House Approves ICC Sanctions Bill Following Israel Warrant Requests

( – On June 4, the House passed the Illegitimate Court Counteraction Act, which threatens the International Criminal Court (ICC) with sanctions following its chief prosecutor, Karim Khan, seeking arrest warrants for top Israeli officials.

The bill would impose sanctions on the individuals in the ICC if they are engaged in efforts to “investigate, arrest, detain or prosecute any protected person” associated with the United States or its allies. Under the proposed bill, the sanctions would include revoking visas and imposing restrictions on transactions of property within the United States.

In a vote of 247-155, 205 Republicans and 42 Democrats voted to approve the bill, introduced in May by Texas Rep. Chip Roy, sending it to the Senate.

Roy proposed the legislation after learning Khan planned to file applications for arrest warrants for Israeli Prime Minister Benjamin Netanyahu and Israeli Defense Minister Yoav Gallant for charges of crimes against humanity and war crimes related to the war with Hamas. Khan also requested an application for an arrest warrant for Hamas leader Yahya Sinwar. A panel of ICC judges must review the applications for arrest warrants.

House Speaker and Louisiana Rep. Mike Johnson condemned the move by the ICC, stating that if they proceed with issuing arrest warrants, Congress would take action “to punish the ICC.”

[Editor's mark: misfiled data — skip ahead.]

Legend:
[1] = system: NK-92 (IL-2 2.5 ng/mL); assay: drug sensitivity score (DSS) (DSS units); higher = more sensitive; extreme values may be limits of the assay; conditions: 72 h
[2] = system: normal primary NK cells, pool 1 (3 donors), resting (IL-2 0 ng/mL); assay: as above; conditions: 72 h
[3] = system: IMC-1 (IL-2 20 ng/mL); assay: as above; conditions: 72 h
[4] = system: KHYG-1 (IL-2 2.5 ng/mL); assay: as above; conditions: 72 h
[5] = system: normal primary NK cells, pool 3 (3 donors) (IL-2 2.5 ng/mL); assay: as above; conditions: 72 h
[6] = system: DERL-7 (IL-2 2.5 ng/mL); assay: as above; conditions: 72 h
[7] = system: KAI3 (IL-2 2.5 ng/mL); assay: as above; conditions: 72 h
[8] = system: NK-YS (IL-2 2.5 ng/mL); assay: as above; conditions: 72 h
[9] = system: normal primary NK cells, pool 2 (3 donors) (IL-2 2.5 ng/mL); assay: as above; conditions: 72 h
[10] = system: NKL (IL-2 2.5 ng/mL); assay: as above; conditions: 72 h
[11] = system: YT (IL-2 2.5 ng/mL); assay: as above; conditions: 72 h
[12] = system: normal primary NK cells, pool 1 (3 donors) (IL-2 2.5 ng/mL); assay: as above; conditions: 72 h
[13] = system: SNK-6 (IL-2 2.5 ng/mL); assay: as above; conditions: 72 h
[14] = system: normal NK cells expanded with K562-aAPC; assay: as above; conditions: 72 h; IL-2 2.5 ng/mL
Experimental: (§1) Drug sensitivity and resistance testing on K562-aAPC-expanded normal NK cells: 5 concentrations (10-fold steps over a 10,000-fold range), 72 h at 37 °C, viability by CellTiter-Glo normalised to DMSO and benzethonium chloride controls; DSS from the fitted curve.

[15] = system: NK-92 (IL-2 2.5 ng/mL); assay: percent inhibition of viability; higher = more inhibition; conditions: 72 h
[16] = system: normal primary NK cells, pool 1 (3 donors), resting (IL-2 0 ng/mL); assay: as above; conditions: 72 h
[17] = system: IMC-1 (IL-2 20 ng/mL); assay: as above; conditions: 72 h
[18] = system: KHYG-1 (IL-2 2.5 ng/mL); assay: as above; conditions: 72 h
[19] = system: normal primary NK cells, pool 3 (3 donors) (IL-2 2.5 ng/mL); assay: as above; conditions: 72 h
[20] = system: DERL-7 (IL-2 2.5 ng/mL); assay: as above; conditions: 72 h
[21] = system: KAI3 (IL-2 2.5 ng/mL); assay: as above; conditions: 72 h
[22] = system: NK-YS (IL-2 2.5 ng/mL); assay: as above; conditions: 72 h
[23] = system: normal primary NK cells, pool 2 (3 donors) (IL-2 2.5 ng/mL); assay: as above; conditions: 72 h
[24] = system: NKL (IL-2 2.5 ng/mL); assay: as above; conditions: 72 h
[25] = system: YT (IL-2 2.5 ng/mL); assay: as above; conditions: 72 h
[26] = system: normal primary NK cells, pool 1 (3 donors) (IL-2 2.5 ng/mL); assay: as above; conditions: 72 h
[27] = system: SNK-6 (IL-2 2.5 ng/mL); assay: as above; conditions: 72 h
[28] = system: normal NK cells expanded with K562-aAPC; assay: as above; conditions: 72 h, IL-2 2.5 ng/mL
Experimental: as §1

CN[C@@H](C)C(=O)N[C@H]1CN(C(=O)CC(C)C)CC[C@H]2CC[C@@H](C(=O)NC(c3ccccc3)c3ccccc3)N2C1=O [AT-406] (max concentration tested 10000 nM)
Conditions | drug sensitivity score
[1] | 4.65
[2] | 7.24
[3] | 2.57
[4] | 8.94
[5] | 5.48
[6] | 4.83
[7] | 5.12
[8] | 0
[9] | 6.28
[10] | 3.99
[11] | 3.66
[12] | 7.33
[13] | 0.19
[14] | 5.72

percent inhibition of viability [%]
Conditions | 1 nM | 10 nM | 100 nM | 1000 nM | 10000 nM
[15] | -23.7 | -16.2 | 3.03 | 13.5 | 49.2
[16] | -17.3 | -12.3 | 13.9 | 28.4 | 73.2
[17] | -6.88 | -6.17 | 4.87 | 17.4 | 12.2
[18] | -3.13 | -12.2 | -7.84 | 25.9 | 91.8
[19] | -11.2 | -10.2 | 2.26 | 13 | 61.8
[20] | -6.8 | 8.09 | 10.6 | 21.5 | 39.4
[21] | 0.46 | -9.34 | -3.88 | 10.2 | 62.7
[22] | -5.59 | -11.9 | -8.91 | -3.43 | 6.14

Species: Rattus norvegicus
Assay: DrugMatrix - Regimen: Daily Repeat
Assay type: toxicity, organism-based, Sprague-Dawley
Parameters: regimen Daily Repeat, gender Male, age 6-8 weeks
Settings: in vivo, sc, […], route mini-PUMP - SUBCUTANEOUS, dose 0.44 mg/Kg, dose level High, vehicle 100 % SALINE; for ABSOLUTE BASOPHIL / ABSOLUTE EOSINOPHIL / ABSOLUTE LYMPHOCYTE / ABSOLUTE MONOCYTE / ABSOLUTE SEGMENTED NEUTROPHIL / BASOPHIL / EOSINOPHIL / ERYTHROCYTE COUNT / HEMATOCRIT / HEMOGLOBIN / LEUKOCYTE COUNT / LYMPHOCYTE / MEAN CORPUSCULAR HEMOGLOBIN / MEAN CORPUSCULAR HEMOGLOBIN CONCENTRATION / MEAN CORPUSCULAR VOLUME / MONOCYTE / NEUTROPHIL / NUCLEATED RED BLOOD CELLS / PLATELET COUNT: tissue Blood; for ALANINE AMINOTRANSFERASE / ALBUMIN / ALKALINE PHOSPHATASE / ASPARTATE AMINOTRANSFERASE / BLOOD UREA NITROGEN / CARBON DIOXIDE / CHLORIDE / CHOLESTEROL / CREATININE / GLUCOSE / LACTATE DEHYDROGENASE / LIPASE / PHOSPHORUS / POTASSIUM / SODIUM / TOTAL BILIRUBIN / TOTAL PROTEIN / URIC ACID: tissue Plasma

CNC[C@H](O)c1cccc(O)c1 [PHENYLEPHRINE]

In a statement following the vote in the House, Roy said the bill sends the ICC “a strong message” that “their outrageous attacks on Israel” would not be tolerated.

A co-sponsor of the bill, Florida Rep. Brian Mast, called on the Senate to “immediately” pass the bill. However, it is unclear if the Senate will take up the legislation.

However, despite speaking out against the arrest warrant applications “and calling them “outrageous, President Joe Biden is opposed to the bill, stating there are “more effective ways” for the United States to respond.

Established in 2002, the ICC is responsible for prosecuting people for crimes against humanity, crimes of genocide, and war crimes. Its headquarters are in The Hague in the Netherlands.

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